This concludes the presentation of the theory of learning and cognition which I wish to present. Before describing some of the further avenues of investigation I wish to pursue, let me summarize what I have asserted to this point in this paper.

I began by proposing a new theory of learning, connectionism, and described some prima facie objections to the theory. In order to respond to those objections, I argued that we need to reconsider some paradigms concerning rules and categories. Then I developed connectionism as an alternative theory of rules and categories. On this new theory, any concept is represented as a pattern of activations in a network of interconnected units. A category, on this view, is represented by a unit which can be actiuvated, and the members of the category are the concepts whose connections activate the unit which represents the category. Connectionist networks not only store categories in this manner, they can learn them on their own. In order to develop this idea further, I examined a number of objections to the concept of distributed representation. To meet these objections, I described how patterns are developed from perceptual input and described and defended the "picture" theory of representation.

I then turned to considering detailed objections to associationism and connectionism. These divided into problems concerning distributed representation, problems concerning perception, and problems concerning associative mechanisms in general. In order to defend against problems of distributed representation, three types of patterns of connectivity were identified and the concept of similarity was defined in terms of activation vectors. In order to develop a theory of perception, I defined perception as input activations and two types of perception, conscious and real perception, were identified. This successfully explained theory-ladeness and the development of three-dimensional representations without the requirement of a priori or innate knowledge. Finally, a number of arguments against associationism were considered. In order to show that associationist and connectionist systems can perform higher level cognitive functions, I argued that a two-stage process is employed. First, prototypical representations are constructed, and then second, these are used to support inference by analogy or metaphor. This is in turn supported by the observation that such process [can] be viewed as operations. Finally, I considered the problem of the evaluation of models and inferences in connectionist systems, and argued that we should employ the concept of relevant similarity.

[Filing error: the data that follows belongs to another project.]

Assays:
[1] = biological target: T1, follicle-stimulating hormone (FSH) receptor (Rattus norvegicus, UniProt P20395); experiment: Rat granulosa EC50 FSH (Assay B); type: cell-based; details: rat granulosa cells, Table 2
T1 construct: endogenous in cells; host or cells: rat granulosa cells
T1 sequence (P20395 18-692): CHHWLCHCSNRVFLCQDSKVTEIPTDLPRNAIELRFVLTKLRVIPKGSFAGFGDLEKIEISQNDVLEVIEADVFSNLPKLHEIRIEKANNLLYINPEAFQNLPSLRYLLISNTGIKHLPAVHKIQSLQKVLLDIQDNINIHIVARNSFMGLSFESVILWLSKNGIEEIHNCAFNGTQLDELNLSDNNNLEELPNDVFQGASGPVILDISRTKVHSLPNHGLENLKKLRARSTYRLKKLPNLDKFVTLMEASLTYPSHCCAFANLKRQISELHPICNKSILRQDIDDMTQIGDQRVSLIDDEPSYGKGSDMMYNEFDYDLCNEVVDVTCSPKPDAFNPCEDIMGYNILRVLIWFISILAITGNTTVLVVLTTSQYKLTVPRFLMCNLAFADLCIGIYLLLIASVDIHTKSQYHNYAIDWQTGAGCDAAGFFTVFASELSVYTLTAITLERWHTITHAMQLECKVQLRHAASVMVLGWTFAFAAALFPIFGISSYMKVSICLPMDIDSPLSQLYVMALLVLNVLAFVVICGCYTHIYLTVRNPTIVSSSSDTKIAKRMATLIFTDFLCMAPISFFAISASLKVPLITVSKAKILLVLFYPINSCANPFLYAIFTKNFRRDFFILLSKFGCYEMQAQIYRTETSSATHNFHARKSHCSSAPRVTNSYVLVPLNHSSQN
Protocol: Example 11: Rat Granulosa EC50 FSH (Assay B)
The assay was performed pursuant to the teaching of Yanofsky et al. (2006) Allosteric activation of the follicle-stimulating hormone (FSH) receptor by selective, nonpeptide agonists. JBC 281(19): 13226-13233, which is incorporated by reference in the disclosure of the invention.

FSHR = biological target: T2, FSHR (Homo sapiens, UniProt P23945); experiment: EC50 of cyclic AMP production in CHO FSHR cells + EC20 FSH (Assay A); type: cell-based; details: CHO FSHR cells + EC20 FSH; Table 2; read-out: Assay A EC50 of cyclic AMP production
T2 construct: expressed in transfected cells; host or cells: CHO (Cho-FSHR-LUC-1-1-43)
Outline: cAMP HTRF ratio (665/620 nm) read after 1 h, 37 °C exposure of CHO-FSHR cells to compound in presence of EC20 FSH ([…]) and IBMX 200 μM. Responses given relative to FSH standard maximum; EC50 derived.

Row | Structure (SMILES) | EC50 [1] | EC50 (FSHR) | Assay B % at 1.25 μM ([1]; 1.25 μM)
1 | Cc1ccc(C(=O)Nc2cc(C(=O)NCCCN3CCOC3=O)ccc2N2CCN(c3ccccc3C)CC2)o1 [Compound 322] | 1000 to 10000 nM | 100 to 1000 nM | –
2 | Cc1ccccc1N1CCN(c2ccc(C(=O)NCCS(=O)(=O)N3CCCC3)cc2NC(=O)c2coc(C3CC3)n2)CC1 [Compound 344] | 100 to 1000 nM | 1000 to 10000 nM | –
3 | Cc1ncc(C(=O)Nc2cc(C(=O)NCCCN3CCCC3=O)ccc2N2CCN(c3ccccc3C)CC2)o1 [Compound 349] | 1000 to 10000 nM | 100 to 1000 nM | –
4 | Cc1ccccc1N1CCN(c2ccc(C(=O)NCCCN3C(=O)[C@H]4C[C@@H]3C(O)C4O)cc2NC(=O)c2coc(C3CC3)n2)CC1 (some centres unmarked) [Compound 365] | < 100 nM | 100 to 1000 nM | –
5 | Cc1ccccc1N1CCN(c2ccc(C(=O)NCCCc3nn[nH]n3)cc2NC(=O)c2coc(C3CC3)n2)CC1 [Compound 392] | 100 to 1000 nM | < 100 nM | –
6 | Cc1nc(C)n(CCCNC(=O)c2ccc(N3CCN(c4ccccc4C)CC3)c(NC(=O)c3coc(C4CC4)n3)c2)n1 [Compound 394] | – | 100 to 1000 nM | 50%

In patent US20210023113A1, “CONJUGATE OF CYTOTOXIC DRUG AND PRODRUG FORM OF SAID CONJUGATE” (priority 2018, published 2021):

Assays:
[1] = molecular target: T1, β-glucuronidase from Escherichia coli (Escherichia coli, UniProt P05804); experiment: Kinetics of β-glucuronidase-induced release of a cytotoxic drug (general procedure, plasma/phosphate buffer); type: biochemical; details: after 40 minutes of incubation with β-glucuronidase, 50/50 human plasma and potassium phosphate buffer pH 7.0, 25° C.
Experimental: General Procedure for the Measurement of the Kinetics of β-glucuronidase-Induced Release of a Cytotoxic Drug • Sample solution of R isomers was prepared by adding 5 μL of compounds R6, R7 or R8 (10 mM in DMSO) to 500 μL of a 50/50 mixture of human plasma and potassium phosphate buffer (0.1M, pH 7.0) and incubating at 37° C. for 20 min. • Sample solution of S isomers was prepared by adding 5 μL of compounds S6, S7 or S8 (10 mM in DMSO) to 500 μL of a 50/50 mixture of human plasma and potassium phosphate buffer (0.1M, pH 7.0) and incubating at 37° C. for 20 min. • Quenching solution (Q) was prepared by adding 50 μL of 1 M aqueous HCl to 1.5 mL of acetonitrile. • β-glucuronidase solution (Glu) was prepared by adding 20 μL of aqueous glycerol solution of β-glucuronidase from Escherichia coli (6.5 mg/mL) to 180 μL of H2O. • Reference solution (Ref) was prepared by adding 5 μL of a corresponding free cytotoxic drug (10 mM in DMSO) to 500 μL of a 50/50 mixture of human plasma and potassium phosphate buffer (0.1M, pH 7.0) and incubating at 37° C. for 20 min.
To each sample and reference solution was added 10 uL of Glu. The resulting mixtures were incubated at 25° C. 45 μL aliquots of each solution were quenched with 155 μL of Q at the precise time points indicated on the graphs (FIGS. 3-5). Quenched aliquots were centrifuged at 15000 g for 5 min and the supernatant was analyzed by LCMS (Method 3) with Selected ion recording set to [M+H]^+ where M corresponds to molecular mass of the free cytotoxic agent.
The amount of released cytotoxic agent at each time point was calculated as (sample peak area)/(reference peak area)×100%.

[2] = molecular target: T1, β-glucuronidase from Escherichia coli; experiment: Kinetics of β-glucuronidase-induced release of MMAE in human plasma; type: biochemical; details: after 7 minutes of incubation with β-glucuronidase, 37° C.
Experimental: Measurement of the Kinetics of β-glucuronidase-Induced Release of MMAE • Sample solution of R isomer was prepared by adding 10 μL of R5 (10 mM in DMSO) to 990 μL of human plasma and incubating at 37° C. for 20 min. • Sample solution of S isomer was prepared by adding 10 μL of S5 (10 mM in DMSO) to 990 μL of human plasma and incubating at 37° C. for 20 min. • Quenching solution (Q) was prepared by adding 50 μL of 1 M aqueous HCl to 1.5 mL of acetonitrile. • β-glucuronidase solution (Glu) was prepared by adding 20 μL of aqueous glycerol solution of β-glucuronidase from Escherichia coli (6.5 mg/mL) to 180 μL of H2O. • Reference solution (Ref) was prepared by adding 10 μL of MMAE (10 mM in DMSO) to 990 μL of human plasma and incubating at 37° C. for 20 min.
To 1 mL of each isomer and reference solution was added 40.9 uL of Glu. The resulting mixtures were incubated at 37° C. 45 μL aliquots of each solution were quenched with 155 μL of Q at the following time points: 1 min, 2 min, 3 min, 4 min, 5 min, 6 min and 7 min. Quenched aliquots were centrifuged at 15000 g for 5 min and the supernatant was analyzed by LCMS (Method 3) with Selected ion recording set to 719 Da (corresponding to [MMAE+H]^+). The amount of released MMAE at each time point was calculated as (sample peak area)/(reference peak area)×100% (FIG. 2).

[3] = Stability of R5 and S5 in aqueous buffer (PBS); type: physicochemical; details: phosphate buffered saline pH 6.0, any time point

TNP Part XI Previous Post

Sunday, March 22, 2009

More on New Knowledge

Responding to Tony Bates, Bates and Downes on new knowledge: Round 3

You say > However, I don’t believe the distinction between ‘academic’ knowledge and ‘applied’ knowledge is particularly useful.

Here we agree.

You say > What is useful is a distinction between academic and non-academic knowledge, as measured by the values or propositions that underpin each kind of knowledge.

Here we disagree.

First, I'm not sure you can made the distinction stick.

Second, even if you make the distinction stick, then so much the worse for academic knowledge, because the values or propositions that underpin academic method are unsound.

You say academic method > AIMS for deep understanding, general principles, empirically-based theories, timelessness, etc

Yes. But it shouldn't. That's my point.

You say > Academic knowledge is not perfect, but does have value because of the standards it requires.

This is a statement deserving of more discussion, because I think that either academics have lost track of the standards, being devoted to process over rigor, or that the standards adhered are in fact no guarantor of worthwhile results.